Vijaya Ramachandran and Thomas Rehermann
Combating money laundering and the financing of terrorism are critical to global safety and security. Yet such efforts have unintended consequences when they cause banks and other financial institutions to dissolve client relationships and withdraw from markets considered to be too risky. This can be particularly damaging to the world’s poor and economically vulnerable — and to the organizations that serve them.
A technology called blockchain has emerged that may help address these problems.
First, some background. Regulators now require banks to adhere to economic and trade sanctions and to assess and mitigate money laundering and terror financing risks — or face stiff penalties if they don’t. However, these regulations are relatively new and it is not yet entirely clear how banks and other entities should manage the risks involved, a situation that can result in the application of overly simplistic risk assessment methodologies. Additionally, the imposition of legitimate fines on some large banks for contraventions of anti-money laundering, counter the financing of terror, and sanctions laws can have a chilling effect on banks’ lending policies, and have led some banks to adopt understandably conservative positions.
This risk averse stance has driven many banks to discontinue services to many businesses, market segments, and countries that are seen as high risk, marginally profitable, or potential sources of costly fines, monitorships, or even prosecutions. Essentially, they are “de-risking” by ceasing to engage entire categories of services and customers, rather than judging the risks of clients and activities on a case-by-case basis.
Those most affected by this de-risking include the families of migrant workers, small businesses that need to access working capital or trade finance, and organizations that provide life-saving aid in conflict or disaster situations.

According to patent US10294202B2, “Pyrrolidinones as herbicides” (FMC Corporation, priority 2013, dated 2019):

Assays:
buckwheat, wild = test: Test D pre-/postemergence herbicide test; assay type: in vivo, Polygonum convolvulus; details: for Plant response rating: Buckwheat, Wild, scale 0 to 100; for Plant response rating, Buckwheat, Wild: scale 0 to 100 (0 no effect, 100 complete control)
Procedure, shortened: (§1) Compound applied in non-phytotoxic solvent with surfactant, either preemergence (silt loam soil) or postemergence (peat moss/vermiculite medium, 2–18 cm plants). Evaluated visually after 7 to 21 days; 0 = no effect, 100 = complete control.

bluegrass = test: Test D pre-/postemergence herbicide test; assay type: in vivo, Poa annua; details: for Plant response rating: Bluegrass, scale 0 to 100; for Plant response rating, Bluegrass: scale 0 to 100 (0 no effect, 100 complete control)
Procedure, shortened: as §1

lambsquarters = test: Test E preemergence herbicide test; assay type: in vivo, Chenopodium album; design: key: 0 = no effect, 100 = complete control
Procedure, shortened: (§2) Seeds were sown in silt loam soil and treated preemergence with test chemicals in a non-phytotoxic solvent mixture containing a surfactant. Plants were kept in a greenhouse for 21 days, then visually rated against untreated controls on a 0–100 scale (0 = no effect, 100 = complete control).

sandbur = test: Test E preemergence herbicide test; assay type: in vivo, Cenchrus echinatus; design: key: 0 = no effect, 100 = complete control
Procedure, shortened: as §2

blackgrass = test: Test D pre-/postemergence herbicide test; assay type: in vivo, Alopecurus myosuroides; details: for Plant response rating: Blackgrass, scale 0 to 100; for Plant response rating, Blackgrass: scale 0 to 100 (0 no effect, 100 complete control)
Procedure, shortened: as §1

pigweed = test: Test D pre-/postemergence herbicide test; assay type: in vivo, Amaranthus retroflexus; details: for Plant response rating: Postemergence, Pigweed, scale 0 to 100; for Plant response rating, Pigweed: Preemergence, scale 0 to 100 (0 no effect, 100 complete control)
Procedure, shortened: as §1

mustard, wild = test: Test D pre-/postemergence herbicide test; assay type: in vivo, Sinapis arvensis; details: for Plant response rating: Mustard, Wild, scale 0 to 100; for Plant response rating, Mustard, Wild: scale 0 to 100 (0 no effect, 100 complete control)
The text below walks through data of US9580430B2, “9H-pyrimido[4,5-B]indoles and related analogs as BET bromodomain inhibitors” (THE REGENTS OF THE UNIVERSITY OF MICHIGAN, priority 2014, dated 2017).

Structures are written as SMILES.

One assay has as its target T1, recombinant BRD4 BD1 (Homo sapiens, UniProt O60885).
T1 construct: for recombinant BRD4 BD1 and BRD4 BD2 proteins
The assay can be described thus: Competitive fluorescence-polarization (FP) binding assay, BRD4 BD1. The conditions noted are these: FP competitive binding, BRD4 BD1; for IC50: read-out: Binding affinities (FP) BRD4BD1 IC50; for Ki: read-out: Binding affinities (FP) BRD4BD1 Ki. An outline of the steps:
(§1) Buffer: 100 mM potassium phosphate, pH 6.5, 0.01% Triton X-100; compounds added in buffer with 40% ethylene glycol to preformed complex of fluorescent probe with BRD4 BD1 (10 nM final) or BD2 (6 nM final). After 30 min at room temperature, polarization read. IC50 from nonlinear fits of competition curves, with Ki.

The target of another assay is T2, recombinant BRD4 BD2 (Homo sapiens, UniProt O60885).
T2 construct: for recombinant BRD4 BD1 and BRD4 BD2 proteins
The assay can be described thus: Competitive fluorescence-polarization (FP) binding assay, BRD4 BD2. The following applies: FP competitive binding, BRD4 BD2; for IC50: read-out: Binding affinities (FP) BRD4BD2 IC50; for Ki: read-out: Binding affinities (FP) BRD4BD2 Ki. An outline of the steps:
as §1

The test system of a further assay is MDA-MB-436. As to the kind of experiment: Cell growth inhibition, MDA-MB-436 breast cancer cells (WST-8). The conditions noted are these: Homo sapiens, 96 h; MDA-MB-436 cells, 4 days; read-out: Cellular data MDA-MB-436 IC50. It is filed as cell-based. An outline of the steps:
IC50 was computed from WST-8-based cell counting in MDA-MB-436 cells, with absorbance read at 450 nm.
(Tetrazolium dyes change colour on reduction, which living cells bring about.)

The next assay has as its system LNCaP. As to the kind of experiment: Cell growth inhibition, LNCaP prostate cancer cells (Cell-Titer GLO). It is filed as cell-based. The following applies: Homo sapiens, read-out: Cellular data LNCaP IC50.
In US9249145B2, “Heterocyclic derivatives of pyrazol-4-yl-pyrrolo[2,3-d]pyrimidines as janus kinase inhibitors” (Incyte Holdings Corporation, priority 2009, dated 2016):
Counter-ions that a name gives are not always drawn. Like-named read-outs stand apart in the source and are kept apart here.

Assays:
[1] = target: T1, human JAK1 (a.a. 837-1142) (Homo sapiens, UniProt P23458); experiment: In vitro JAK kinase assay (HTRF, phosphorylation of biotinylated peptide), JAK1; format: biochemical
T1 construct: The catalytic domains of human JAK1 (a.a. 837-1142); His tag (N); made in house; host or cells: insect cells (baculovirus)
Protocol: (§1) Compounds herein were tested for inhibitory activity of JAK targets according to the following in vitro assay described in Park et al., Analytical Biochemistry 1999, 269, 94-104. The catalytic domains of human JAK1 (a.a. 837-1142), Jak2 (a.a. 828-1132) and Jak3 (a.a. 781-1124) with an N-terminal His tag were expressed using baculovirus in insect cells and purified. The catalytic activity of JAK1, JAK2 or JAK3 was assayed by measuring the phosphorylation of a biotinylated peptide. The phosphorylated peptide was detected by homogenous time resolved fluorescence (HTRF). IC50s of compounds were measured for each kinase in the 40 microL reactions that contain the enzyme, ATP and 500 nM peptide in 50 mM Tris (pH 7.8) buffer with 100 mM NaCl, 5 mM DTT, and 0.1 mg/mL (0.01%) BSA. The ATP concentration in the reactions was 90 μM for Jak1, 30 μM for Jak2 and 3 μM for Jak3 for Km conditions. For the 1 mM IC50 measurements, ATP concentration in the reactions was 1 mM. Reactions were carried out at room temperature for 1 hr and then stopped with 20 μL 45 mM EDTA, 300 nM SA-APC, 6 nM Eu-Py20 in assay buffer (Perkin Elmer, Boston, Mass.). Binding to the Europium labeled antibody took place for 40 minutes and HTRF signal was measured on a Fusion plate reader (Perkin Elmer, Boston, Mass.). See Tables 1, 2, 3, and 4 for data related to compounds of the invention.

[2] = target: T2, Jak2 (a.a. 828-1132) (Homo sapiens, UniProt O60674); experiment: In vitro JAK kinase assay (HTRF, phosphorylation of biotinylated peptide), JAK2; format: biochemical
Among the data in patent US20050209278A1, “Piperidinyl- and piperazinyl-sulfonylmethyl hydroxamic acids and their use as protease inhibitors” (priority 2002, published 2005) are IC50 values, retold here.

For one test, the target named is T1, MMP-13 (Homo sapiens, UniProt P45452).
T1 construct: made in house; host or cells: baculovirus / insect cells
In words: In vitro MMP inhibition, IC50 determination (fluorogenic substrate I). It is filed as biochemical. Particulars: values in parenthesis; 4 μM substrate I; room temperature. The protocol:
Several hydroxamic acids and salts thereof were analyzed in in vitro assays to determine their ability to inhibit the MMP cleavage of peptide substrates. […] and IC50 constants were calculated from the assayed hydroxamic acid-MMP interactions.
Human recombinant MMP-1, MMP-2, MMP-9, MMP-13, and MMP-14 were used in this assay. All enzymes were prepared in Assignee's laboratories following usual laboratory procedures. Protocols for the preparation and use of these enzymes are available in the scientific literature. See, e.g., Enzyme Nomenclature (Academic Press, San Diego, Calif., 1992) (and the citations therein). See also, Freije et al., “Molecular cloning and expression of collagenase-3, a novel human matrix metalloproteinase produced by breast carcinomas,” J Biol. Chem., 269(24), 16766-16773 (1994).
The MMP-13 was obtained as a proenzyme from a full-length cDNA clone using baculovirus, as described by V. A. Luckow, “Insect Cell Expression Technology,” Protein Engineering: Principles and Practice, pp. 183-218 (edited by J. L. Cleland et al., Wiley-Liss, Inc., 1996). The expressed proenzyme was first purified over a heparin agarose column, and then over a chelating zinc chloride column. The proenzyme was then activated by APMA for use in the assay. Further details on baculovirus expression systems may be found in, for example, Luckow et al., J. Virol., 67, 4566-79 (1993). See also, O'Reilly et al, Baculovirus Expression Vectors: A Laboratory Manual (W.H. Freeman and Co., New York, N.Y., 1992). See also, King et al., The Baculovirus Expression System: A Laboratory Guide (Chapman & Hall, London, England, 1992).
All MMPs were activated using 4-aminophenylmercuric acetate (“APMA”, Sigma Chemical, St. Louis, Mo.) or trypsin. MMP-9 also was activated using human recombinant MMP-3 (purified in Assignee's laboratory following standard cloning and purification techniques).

Migrants who want to send money home via remittances require a healthy money transfer organization sector. Yet as a result of de-risking, many such organizations have seen their access to banking services denied, downgraded, or made more expensive. As a result, often only larger money transfer organizations have access to bank accounts, and many smaller players have been forced to close.
Overall, the cost of sending money is rising globally. The average fee to send $200 increased from 7.37 percent in the fourth quarter of 2015 to 7.45 percent in the first quarter of 2017. Given that remittances from migrant workers total $440 billion a year (more than three times total foreign aid), these fee increases are likely to have a significant negative impact on the recipients of remittances, who often live in poor countries.
Organizations that serve poor countries are also feeling the effects of de-risking. Last month, Charity and Security, a U.S.-based nongovernmental organization, published a report that found that two-thirds of U.S.-based nonprofits working abroad are struggling to access financial services.
In addition, de-risking by banks can push customers to less transparent service providers, thus reducing the transparency of financial flows and damaging the broader effort to uncover and root out nefarious financing activities.
Is blockchain the answer?
The term blockchain derives from the manner in which data are stored. Transactions are recorded in time-stamped “blocks” that form a chain of transactions. This chain is stored by all users on a network, so that every time a new block is verified and added, the entire chain is updated across all users.
Traditionally, when buying, selling, or verifying the ownership of an asset, individuals have had to rely on a trusted third-party institution, usually a bank, credit card company, or government entity. Blockchain technology provides an alternative to this method using cryptography and computer code to generate the same level of trust.
Also, regulations that require financial institutions to “Know Your Customer” are extremely costly to comply with — financial institutions spend on average $60 million a year to do so — and time consuming, with verification procedures that can take months. Blockchain’s technology, which encodes a record of valid transactions with time stamps, combined with biometric identification features can be an effective and inexpensive way to verify customers and their transactions.
The most recent EMCompass Note examines how blockchain technology can help mitigate the effects of de-risking by reducing regulatory compliance costs while increasing the transparency of transactions. Blockchain is not a perfect technology, nor is it hacker-proof. It is an evolving technology — so understanding its scope and limitations is critical to its success in addressing problems such as de-risking.
About the Authors of the EM Compass Note
Vijaya Ramachandran, Senior Fellow, Center for Global Development (firstname.lastname@example.org)
Thomas Rehermann, Senior Economist, Thought Leadership, Economics and Private Sector Development, IFC (email@example.com)